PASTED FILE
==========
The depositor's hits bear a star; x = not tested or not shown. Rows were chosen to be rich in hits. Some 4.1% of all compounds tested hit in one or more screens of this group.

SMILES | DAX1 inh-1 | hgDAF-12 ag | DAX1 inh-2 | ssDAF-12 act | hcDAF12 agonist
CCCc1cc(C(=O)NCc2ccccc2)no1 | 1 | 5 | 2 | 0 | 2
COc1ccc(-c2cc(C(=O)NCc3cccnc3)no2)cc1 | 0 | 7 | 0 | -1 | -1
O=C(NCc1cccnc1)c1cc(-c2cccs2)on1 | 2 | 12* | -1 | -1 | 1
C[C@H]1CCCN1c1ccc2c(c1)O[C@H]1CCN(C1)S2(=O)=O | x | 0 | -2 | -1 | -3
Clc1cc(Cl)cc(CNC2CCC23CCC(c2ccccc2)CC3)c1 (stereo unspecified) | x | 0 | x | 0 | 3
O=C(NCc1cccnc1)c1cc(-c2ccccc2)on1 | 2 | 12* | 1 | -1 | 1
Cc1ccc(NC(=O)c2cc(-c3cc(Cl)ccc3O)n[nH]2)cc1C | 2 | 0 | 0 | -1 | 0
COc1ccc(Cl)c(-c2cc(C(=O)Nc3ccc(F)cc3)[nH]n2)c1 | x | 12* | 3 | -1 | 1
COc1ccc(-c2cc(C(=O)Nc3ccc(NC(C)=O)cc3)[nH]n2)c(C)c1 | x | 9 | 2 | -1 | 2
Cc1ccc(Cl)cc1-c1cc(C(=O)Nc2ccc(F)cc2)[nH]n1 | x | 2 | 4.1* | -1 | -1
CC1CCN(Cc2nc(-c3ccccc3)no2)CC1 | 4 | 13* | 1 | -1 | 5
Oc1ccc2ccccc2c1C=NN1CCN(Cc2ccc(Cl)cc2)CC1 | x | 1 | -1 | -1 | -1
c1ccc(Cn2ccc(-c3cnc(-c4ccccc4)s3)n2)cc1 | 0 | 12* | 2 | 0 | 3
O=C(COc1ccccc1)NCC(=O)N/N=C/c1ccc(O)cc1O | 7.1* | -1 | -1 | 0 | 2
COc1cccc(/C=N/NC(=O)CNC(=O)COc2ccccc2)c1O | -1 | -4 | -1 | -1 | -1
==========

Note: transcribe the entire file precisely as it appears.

The depositor's hits bear a star; x = not tested or not shown. Rows were chosen to be rich in hits. Some 4.1% of all compounds tested hit in one or more screens of this group.

SMILES | DAX1 inh-1 | hgDAF-12 ag | DAX1 inh-2 | ssDAF-12 act | hcDAF12 agonist
CCCc1cc(C(=O)NCc2ccccc2)no1 | 1 | 5 | 2 | 0 | 2
COc1ccc(-c2cc(C(=O)NCc3cccnc3)no2)cc1 | 0 | 7 | 0 | -1 | -1
O=C(NCc1cccnc1)c1cc(-c2cccs2)on1 | 2 | 12* | -1 | -1 | 1
C[C@H]1CCCN1c1ccc2c(c1)O[C@H]1CCN(C1)S2(=O)=O | x | 0 | -2 | -1 | -3
Clc1cc(Cl)cc(CNC2CCC23CCC(c2ccccc2)CC3)c1 (stereo unspecified) | x | 0 | x | 0 | 3
O=C(NCc1cccnc1)c1cc(-c2ccccc2)on1 | 2 | 12* | 1 | -1 | 1
Cc1ccc(NC(=O)c2cc(-c3cc(Cl)ccc3O)n[nH]2)cc1C | 2 | 0 | 0 | -1 | 0
COc1ccc(Cl)c(-c2cc(C(=O)Nc3ccc(F)cc3)[nH]n2)c1 | x | 12* | 3 | -1 | 1
COc1ccc(-c2cc(C(=O)Nc3ccc(NC(C)=O)cc3)[nH]n2)c(C)c1 | x | 9 | 2 | -1 | 2
Cc1ccc(Cl)cc1-c1cc(C(=O)Nc2ccc(F)cc2)[nH]n1 | x | 2 | 4.1* | -1 | -1
CC1CCN(Cc2nc(-c3ccccc3)no2)CC1 | 4 | 13* | 1 | -1 | 5
Oc1ccc2ccccc2c1C=NN1CCN(Cc2ccc(Cl)cc2)CC1 | x | 1 | -1 | -1 | -1
c1ccc(Cn2ccc(-c3cnc(-c4ccccc4)s3)n2)cc1 | 0 | 12* | 2 | 0 | 3
O=C(COc1ccccc1)NCC(=O)N/N=C/c1ccc(O)cc1O | 7.1* | -1 | -1 | 0 | 2
COc1cccc(/C=N/NC(=O)CNC(=O)COc2ccccc2)c1O | -1 | -4 | -1 | -1 | -1